for removal of toxic waste
At least the garbage in New Idria will be cleaned up.
After more than six months of haggling, lawyers on both sides
agreed with Judge Harry Tobias Friday that Sylvester Herring must
pay $150,000 within 20 days to fund the cleanup of hundreds of tons
of hazardous junk and solvents he unloaded at the abandoned New
Idria Mercury Mine.
San Jose owner of mining town ordered by courts to pay $150,000 for removal of toxic waste
At least the garbage in New Idria will be cleaned up.
After more than six months of haggling, lawyers on both sides agreed with Judge Harry Tobias Friday that Sylvester Herring must pay $150,000 within 20 days to fund the cleanup of hundreds of tons of hazardous junk and solvents he unloaded at the abandoned New Idria Mercury Mine.
Herring, 62, is the owner of a remote 880-acre historic mining site in southeast county that was the second biggest producer of mercury in the western hemisphere before closing in 1972. Since the mid-80s, Herring used the area to house residents of his drug rehabilitation center, Futures Foundation, as well as an illegal dump, prosecutors said.
Stacey Geis, a state environmental circuit prosecutor who headed the case against Herring, said the money Herring is expected to pay for remediation will not be enough for the colossal cleanup, but it’s a start.
“It’s a mess out there,” said Geis. “This is forcing him to stop the solid waste storage and start addressing the issue.”
After prosecutors got a hold of Herring’s financial files, they discovered he could refinance his home in San Jose to get rid of at least part of the 15 years’ worth of accumulated hazardous debris that should have been taken to a hazardous waste disposal site or to a legal landfill in the first place.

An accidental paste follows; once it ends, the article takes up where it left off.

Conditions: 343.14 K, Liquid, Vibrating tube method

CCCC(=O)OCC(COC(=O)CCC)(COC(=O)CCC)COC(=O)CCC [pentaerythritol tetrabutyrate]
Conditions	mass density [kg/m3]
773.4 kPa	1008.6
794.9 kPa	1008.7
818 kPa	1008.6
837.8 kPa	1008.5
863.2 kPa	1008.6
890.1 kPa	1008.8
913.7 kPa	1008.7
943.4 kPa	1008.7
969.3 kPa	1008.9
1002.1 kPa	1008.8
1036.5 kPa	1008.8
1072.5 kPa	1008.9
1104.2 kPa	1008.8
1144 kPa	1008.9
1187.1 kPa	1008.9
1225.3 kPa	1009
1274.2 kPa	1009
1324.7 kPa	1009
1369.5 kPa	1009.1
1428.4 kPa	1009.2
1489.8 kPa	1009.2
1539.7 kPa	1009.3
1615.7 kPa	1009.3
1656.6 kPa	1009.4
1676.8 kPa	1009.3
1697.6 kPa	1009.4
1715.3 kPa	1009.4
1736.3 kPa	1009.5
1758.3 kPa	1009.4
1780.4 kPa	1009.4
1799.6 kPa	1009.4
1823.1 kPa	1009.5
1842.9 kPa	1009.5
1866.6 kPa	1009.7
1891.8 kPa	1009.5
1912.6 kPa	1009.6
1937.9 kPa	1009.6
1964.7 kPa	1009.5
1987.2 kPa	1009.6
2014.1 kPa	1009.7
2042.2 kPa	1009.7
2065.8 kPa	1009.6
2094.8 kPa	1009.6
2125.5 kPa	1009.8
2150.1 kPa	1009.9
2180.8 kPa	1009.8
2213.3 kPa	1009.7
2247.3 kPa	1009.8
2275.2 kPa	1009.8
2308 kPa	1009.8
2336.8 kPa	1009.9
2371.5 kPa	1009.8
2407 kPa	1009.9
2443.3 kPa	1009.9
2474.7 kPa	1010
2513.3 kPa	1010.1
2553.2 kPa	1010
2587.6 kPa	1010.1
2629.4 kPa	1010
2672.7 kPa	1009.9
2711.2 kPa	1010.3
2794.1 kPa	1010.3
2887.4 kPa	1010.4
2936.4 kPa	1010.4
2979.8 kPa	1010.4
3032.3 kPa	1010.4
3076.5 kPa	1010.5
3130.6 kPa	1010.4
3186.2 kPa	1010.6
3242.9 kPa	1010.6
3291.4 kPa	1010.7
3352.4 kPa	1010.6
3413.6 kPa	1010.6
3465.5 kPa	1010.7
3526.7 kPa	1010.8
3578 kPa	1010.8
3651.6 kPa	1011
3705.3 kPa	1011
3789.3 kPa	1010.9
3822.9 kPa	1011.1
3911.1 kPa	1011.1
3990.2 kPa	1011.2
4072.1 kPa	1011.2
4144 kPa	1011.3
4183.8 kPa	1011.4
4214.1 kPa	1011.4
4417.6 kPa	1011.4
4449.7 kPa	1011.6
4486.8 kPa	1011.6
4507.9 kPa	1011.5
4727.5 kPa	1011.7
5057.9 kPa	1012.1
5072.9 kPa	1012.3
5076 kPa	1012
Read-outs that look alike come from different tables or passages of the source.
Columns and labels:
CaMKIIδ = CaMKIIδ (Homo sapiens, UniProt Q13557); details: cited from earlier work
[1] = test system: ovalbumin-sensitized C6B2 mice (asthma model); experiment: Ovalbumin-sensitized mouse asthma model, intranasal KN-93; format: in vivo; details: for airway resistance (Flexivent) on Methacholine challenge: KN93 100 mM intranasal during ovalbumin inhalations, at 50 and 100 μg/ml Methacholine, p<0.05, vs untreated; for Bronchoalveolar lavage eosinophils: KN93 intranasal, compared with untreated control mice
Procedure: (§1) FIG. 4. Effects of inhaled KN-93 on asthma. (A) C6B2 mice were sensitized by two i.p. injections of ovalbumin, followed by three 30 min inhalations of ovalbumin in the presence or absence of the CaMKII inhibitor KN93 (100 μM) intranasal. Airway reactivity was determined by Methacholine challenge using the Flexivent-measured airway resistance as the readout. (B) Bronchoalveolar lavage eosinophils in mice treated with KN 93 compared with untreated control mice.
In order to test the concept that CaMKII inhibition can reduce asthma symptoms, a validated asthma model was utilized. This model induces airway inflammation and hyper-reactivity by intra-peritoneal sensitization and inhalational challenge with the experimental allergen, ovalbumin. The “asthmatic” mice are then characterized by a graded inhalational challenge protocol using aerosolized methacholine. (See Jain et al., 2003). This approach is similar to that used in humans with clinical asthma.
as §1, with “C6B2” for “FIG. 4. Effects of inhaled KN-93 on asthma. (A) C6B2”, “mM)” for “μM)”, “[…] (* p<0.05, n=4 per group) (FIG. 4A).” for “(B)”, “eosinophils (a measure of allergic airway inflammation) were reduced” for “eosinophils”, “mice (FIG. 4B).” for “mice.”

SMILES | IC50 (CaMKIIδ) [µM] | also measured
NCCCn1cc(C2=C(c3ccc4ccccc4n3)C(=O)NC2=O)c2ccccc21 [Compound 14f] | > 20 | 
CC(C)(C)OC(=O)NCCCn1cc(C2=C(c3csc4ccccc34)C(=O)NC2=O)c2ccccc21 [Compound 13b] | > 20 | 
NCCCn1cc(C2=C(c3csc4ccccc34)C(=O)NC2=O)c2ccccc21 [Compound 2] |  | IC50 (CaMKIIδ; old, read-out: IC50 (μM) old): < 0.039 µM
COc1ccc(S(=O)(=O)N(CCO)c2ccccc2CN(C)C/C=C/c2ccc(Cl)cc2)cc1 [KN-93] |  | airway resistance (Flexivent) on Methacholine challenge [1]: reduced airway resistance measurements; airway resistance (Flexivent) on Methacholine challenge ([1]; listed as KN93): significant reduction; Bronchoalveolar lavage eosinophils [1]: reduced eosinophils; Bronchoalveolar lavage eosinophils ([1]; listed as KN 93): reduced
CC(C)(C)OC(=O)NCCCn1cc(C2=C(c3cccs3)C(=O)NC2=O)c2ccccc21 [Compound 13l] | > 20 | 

“The $150,000 is not the end all,” said Geis. “It doesn’t limit the rights of any other agency to seek compensation for other violations. If the money is not enough, maybe the feds can finish the cleanup. Then they can go after him for money. There could be future cost recovery actions.”
Originally faced with two felony counts of hazardous waste dumping and a dozen misdemeanors along the same vein, Herring and attorney Randolph Daar cut a deal with prosecutors to skip a trial, dismiss and reduce charges to a handful of misdemeanors with no jail time and take three years of probation. Herring pleaded no contest to five misdemeanor charges, but will have to give the San Benito County District Attorney’s Office $150,000 within 20 days to fund the cleanup of the old mining town.
The money is going into a trust, and Herring has a month and a half to work out a cleanup plan with the county’s Environmental Health and Integrated Waste Management departments. Geis said that if all goes well, the job of removing the waste will be handed over to state and federal agencies, but such arrangements are not yet final.
“Usually the property owner does the remediation,” said Geis. “But in this case, he (Herring) is so unsophisticated and it’s not a corporation. We decided it would be more efficient if the state or the feds take it over.”
The California EPA Department of Toxic Substances Control will most likely oversee the cleanup, she added.
Originally Herring’s wife, Sylvia, was also charged with the same offenses because at one time she was part owner of the mine. But as part of the deal, all charges were dropped against her.
“We looked at her financial records, too, so that she couldn’t hide anything for him,” said Geis. “If I find out he did, I can void the whole deal. I could also charge him with perjury.”